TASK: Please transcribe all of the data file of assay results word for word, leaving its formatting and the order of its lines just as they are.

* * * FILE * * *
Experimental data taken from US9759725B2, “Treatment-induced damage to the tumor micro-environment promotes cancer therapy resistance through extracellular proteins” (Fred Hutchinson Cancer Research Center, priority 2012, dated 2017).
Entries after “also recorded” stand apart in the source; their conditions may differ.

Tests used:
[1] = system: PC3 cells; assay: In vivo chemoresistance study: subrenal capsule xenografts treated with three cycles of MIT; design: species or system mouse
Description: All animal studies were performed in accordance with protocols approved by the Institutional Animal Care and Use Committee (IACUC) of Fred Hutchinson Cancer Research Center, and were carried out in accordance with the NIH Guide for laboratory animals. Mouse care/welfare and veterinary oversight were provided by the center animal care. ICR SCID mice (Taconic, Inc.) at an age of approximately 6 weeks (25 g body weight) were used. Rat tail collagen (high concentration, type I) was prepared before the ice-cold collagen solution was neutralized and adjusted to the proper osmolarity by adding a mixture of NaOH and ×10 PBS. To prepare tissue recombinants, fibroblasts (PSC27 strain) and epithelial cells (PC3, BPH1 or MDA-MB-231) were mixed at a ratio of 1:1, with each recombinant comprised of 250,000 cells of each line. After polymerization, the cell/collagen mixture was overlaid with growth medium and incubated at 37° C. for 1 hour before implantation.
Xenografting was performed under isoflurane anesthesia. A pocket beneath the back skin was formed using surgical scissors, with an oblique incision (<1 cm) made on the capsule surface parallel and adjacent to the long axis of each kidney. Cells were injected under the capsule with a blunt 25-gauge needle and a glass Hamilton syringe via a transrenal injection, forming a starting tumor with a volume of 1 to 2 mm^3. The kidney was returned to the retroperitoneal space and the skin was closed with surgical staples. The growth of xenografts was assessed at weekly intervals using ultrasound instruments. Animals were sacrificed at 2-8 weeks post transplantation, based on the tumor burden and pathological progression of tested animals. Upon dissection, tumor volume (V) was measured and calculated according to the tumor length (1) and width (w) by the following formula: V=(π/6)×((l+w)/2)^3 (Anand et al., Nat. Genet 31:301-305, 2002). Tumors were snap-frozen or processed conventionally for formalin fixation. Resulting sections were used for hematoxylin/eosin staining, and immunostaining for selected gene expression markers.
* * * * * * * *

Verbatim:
Experimental data taken from US9759725B2, “Treatment-induced damage to the tumor micro-environment promotes cancer therapy resistance through extracellular proteins” (Fred Hutchinson Cancer Research Center, priority 2012, dated 2017).
Entries after “also recorded” stand apart in the source; their conditions may differ.

Tests used:
[1] = system: PC3 cells; assay: In vivo chemoresistance study: subrenal capsule xenografts treated with three cycles of MIT; design: species or system mouse
Description: All animal studies were performed in accordance with protocols approved by the Institutional Animal Care and Use Committee (IACUC) of Fred Hutchinson Cancer Research Center, and were carried out in accordance with the NIH Guide for laboratory animals. Mouse care/welfare and veterinary oversight were provided by the center animal care. ICR SCID mice (Taconic, Inc.) at an age of approximately 6 weeks (25 g body weight) were used. Rat tail collagen (high concentration, type I) was prepared before the ice-cold collagen solution was neutralized and adjusted to the proper osmolarity by adding a mixture of NaOH and ×10 PBS. To prepare tissue recombinants, fibroblasts (PSC27 strain) and epithelial cells (PC3, BPH1 or MDA-MB-231) were mixed at a ratio of 1:1, with each recombinant comprised of 250,000 cells of each line. After polymerization, the cell/collagen mixture was overlaid with growth medium and incubated at 37° C. for 1 hour before implantation.
Xenografting was performed under isoflurane anesthesia. A pocket beneath the back skin was formed using surgical scissors, with an oblique incision (<1 cm) made on the capsule surface parallel and adjacent to the long axis of each kidney. Cells were injected under the capsule with a blunt 25-gauge needle and a glass Hamilton syringe via a transrenal injection, forming a starting tumor with a volume of 1 to 2 mm^3. The kidney was returned to the retroperitoneal space and the skin was closed with surgical staples. The growth of xenografts was assessed at weekly intervals using ultrasound instruments. Animals were sacrificed at 2-8 weeks post transplantation, based on the tumor burden and pathological progression of tested animals. Upon dissection, tumor volume (V) was measured and calculated according to the tumor length (1) and width (w) by the following formula: V=(π/6)×((l+w)/2)^3 (Anand et al., Nat. Genet 31:301-305, 2002). Tumors were snap-frozen or processed conventionally for formalin fixation. Resulting sections were used for hematoxylin/eosin staining, and immunostaining for selected gene expression markers.